Researchers study the reasoning behind drug costs

Researchers study the reasoning behind drug costs

On the 25th of November, research in Neurology headed as “Qualitative Study on the Prices of Drugs for Multiple Sclerosis: Gaming the System,” whose lead authors include Lindsey Alley, Kirbee Johnston, Daniel M. Hartung, and Dennis Bourdette, all based at the Oregon Health and Science University, came across proof for how the cost of drugs was impacted by profit maximization and corporate growth goals, and not the production cost.

Each page of the study smelled distinctly confirmation partiality.

The researchers collected the data through the 4 volunteers, forerunners in biotech directly linked to MS ailment-modifying therapy pricing or marketing, who took part in the half-hour long semi-structured interviews which took place over the phone. This was moderated and assessed by a professional in qualitative techniques together with the chief investigator. To-the-point online questionnaires were also put forward before the interview to deliver added information and insight regarding the discussion. All the interview calls were recorded. The interviews were confidential, however, and the executives are not named.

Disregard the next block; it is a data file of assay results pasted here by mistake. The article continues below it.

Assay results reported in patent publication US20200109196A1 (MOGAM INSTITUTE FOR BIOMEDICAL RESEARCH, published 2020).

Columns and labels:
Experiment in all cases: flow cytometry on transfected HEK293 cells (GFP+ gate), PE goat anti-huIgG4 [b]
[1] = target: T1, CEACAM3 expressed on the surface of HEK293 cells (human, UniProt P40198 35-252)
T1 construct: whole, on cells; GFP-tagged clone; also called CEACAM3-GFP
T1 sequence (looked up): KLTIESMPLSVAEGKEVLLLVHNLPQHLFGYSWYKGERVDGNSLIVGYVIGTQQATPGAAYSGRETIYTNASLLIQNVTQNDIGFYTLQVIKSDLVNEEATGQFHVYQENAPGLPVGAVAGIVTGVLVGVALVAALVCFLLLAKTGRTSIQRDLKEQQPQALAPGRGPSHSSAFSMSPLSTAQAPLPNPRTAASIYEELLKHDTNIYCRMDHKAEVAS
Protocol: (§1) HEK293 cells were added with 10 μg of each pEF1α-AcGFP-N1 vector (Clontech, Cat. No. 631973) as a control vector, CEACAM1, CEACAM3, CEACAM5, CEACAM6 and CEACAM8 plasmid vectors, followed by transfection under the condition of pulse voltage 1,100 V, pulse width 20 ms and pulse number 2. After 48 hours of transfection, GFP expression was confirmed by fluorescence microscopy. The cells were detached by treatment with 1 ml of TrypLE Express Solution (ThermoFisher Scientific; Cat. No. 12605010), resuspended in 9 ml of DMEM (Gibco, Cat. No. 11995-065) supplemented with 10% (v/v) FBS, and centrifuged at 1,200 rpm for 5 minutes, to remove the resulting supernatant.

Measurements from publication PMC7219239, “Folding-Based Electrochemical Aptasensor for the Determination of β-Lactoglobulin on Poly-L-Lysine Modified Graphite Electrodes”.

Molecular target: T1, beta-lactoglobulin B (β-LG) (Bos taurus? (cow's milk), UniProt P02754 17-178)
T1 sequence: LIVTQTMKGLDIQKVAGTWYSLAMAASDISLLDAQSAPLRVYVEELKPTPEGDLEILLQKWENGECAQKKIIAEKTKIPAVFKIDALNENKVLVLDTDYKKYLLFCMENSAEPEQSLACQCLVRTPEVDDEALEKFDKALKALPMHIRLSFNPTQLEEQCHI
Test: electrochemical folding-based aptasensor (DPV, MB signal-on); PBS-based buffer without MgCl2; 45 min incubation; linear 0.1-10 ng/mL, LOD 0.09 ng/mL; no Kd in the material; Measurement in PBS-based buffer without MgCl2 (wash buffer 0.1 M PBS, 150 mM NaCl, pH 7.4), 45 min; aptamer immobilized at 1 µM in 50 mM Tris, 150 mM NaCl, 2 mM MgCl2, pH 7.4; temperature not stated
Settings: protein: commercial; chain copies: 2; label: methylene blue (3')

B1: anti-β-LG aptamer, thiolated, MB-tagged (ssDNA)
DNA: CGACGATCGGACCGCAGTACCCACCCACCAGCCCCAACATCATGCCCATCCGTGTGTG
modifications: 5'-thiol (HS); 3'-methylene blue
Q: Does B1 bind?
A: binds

So what did the researchers end up concluding?

As opposed to the existing ideas that emphasize drug manufacture pricing, outcomes from the interviews imply that the prevailing price ecosystem, general corporate development, global cost differences and supply chain-linked distortions may contribute significantly to drug pricing decisions.

Most of the pharma firms make efforts to increase their revenues, no matter where they are based be it the European Union, India, Japan, the United States, or China. This is just how business works.

The researchers said: “The average annual wholesale acquisition cost for most DMTs now exceeds $80,000 a year.

“Yet, the specific rationale for ever-escalating launch prices and yearly (or twice yearly) price increase in excess of 15% for many drugs, including MS DMTs, has lacked transparency.”